“Perhaps unsurprisingly given the East India Company’s right to raise its own armies, mint its own coinage and collect taxes, many people are confused as to whether it was a trading company or a sovereign power,” says Dr Erskine. “Its powers were certainly extraordinary and the company’s interests evolved over two centuries. The paradoxes inherent in the company’s operations were the cause of fierce debate while it was in power, so it is no wonder that many people in our own time are confused.”
The exhibition begins by describing the opening up of a seaway to India by Vasco de Gama and the Portuguese in 1498 and gradually moves on to portray the power of the EIC and its acquisition of territory. On loan from the Victoria & Albert Museum are a porcelain vase with royal crest and coat of arms granted by Queen Elizabeth I and a locket commemorating the 1662 wedding of Charles II and Catherine of Braganza, Princess of Portugal. Her dowry included Portuguese Bombay (now Mumbai) which was later leased to the East India Company.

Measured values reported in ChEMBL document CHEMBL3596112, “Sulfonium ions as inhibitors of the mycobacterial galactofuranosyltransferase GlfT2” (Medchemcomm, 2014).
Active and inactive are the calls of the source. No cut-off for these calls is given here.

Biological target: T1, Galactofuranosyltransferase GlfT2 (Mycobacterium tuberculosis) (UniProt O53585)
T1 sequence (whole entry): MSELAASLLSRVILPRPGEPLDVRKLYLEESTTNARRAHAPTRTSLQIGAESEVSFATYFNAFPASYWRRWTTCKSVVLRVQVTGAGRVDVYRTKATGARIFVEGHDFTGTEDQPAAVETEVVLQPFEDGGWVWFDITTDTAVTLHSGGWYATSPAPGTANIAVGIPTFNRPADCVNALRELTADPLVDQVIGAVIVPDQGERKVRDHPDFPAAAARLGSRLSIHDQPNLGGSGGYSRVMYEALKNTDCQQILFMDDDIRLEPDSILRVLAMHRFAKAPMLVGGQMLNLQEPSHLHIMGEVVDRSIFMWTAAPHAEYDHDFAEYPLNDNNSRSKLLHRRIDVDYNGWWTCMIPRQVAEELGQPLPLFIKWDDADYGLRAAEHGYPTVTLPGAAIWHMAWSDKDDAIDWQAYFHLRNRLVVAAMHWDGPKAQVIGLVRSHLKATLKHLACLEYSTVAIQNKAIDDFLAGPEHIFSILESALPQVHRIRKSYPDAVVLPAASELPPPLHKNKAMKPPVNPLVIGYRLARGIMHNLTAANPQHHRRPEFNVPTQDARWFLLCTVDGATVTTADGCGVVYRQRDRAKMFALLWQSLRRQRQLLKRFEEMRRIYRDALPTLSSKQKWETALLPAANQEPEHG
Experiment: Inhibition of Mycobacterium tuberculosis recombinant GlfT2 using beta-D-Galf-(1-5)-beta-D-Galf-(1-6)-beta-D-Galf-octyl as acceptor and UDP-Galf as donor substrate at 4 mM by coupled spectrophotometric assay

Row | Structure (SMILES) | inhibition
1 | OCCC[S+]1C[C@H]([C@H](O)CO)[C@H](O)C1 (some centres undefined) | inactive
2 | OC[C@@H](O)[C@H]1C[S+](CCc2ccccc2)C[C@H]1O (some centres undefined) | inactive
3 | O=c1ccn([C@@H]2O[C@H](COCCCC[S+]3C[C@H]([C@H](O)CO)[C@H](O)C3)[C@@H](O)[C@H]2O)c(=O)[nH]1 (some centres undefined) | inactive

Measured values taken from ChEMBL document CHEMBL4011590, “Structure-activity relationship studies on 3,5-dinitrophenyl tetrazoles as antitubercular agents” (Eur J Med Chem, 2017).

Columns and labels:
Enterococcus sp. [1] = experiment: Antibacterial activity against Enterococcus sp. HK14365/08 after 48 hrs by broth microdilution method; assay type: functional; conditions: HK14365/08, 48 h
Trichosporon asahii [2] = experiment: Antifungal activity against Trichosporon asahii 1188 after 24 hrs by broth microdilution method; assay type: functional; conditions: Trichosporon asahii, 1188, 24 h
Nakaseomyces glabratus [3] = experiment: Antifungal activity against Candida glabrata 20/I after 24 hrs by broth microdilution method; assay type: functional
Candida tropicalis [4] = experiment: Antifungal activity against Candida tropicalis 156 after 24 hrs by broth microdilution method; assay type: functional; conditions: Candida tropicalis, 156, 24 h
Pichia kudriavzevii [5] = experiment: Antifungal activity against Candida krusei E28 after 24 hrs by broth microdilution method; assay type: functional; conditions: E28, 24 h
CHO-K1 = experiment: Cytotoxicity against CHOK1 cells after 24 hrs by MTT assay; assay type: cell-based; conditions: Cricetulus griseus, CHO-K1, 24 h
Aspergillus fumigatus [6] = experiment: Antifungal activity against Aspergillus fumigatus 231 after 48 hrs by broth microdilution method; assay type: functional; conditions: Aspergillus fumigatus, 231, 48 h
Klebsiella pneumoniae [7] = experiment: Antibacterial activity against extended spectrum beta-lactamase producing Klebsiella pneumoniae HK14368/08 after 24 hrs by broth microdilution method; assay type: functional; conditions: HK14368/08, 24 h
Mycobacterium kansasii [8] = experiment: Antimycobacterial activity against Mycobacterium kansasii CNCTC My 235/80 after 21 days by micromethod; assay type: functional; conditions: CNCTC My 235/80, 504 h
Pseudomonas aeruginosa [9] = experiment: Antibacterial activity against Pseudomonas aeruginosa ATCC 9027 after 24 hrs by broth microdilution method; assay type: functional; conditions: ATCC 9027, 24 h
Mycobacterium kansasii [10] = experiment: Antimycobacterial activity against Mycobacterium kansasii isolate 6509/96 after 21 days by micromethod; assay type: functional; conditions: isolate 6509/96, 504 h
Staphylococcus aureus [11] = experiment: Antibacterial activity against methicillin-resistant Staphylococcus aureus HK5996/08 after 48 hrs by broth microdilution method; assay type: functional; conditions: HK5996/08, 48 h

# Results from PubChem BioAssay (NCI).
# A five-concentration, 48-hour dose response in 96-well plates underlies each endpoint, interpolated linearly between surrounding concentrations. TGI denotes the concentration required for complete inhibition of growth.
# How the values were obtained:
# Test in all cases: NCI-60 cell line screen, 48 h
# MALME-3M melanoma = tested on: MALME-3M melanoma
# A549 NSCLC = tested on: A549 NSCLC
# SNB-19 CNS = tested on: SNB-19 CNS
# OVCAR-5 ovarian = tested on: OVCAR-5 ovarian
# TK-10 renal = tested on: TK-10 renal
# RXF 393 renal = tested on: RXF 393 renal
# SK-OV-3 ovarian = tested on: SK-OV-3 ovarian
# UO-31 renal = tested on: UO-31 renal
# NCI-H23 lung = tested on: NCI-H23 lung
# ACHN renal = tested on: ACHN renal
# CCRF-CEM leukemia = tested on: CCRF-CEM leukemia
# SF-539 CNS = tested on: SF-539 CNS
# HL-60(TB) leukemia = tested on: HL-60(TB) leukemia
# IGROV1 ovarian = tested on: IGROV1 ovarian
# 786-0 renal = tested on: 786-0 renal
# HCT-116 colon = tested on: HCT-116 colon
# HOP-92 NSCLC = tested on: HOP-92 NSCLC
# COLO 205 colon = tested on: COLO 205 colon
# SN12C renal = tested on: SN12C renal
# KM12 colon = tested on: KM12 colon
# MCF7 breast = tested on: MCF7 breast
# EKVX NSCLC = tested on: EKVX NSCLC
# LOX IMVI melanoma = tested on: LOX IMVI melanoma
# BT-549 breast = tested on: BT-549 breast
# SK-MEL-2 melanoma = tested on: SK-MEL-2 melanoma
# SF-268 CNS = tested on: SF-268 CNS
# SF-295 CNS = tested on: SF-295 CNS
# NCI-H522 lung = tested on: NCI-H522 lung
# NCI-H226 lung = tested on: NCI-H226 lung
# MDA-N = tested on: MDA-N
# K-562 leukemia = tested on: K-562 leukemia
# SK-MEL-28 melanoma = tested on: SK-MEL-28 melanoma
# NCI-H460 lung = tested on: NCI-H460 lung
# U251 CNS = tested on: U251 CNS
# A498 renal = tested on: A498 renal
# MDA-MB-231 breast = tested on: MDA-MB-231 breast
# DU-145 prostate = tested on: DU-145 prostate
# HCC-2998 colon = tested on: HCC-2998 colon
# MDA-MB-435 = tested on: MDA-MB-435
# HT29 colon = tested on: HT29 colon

The curators were also keen to tell the story “as much as we could from the Indian point of view,” says Dr Erskine.
“To understand the story of colonial Australia’s engagement with India we have to step back and understand what was happening in India at the time. The interpretation of events and the way they are remembered depends on perspective.”
One man’s rebellion is another’s war of independence and this became particularly evident during the Indian resistance to British dominance by key figures such as the rulers of the Kingdom of Mysore — Haidar Ali and Tipu Sultan who adopted the tiger as his symbol of power and was known as “The Tiger of Mysore”. Advanced in both weaponry and strategy, and still regarded as a hero of India, Tipu Sultan fought the British through three wars but was killed in the fourth, the battle of Seringapatam in 1799.
On the flipside, it is not difficult to imagine the confusion experienced by Europeans in India when they tried to navigate the complexities of religion, caste and other unfamiliar aspects of Indian society; the exhibition also addresses this culture clash.
Co-curator Michelle Linder worked on the section of the exhibition that tells the story of importation of Indian goods to Australia. Typical examples of these include candles, soap, sugar, rice, tea, Chinese ceramics, shoes, rum, cotton textiles, clothing, tobacco, leather, canvas, rope, iron and general household goods. Australia and India also had an active horse trade. John Macarthur, known for introducing the Merino sheep to New South Wales, also bred horses and established a stud at Camden in the early 1820s.